Here are three benefits we uncovered through conducting research with a diverse participant pool:

1. Unspoken drivers of daily behaviour
Working in the tech sector in Toronto means that professionally, we are largely interacting with others who also work in the space. As such, if we didn’t go out of our way to research with folx from other walks of life, we would miss the opportunity to hear how their differing life experiences affect everyday considerations and behaviours. In this case, we might not have learned about the hidden ways in which individuals advocate for fairer tips for those working in the restaurant sector.

“I used to be a waitress, so I am sensitive when I know others won’t tip. When I go out with a colleague who only ever tips 10%, I always grab the bill so that I can split it up and just include the tip in her portion.”

Learning about these unspoken drivers helps understand the ways in which users want to feel in control of their day-to-day decisions.

2. Varied constraints on individuals
It didn’t come as a surprise when we learned that people have strong feelings associated with debts between friends or family. Resolving these debts is a complicated dance filled with unspoken awkwardness and guilt. However, a person’s expectations adapt based on their past experiences with an individual or a silent assessment of their circumstances.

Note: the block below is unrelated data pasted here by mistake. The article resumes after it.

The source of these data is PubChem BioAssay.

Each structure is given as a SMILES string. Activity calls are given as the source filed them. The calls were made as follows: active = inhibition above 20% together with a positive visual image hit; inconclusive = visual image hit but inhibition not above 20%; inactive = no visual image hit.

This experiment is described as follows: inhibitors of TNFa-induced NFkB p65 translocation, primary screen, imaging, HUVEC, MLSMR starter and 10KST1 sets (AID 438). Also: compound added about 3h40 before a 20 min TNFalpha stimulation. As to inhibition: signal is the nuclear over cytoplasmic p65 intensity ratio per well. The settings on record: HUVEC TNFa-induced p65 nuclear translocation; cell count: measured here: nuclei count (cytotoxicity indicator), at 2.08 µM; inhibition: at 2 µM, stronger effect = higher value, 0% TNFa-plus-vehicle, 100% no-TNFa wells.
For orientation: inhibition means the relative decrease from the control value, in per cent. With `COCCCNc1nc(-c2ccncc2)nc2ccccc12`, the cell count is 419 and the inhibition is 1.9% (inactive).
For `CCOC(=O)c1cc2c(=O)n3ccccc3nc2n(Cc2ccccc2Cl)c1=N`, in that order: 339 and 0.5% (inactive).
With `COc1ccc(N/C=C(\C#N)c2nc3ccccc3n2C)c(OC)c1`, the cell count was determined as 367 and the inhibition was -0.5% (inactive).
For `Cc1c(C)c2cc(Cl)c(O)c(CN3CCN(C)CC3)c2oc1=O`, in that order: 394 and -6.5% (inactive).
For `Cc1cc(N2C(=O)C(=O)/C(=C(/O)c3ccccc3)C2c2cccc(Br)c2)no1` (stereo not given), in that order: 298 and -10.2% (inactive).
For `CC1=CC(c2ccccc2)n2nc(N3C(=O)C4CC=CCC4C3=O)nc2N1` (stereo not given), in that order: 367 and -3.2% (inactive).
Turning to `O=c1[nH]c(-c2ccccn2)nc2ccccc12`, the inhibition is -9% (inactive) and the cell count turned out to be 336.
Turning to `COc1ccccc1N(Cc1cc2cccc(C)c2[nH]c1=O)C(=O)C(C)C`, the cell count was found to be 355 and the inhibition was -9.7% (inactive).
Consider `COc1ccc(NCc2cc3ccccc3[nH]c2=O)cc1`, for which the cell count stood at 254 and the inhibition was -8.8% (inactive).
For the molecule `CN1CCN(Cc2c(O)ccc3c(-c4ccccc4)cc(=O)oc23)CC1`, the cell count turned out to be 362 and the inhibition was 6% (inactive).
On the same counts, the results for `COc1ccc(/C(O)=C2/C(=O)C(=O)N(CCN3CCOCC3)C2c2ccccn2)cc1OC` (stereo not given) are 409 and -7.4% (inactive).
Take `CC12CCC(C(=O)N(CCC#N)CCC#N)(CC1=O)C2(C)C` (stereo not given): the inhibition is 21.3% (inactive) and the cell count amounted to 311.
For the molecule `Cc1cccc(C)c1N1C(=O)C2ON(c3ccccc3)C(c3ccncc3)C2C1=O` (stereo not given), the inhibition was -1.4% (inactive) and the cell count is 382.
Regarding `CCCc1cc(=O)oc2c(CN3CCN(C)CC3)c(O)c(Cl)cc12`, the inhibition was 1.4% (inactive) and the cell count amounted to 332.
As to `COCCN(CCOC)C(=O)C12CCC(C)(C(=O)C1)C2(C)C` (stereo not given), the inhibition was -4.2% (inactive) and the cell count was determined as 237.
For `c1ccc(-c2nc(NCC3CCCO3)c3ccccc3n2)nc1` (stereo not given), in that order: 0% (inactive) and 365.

“I know this girl and she said, ‘I’m going to pay you back’. It’s her alone, she’s a single mom and just went through a divorce, so I said to myself — just to myself — that if she doesn’t pay me back, that’s ok.”

Learning about varied constraints on individuals helps us identify when we are crossing boundaries into sensitive product decisions and how to navigate them.

3. Learning from cultural norms
As a white-passing research pair working in lean circumstances, our primary source of cultural context was our own lived experiences. As such, opening up research to recruit from a diverse participant pool, as well as involving the broader engineering team in research, opened up our eyes to different methods of communal money management.

“Every paycheck we plan to put aside some money in case of emergencies. We call it a ‘box hand’. It’s a lending pool among trusted people.The benefit is I don’t have access to it, so I won’t spend on impulse. I will have to ask for it.”

Learning about other cultural norms helps us expand our understanding of user behaviours in new ways, opening up the potential to unlock new opportunities.

At Connected, we have seen the impact of like-minded recruitment partnerships and developing relationships based on shared values. As our research practice continues to evolve, we have developed a greater appreciation for the correlation between quality recruitment and quality research outputs. It is important to us that our participant recruitment is led with great attention to diversity and inclusivity by someone who truly understands their importance and benefits.

Our practice follows a set of recruitment values and guidelines to ensure that participant recruitment is streamlined, responsible, and impact-driven. We feel fortunate to have found a partner like GRIT, who embodies our values and is equally invested in evaluating and improving how we work together.

Originally published at https://www.connected.io.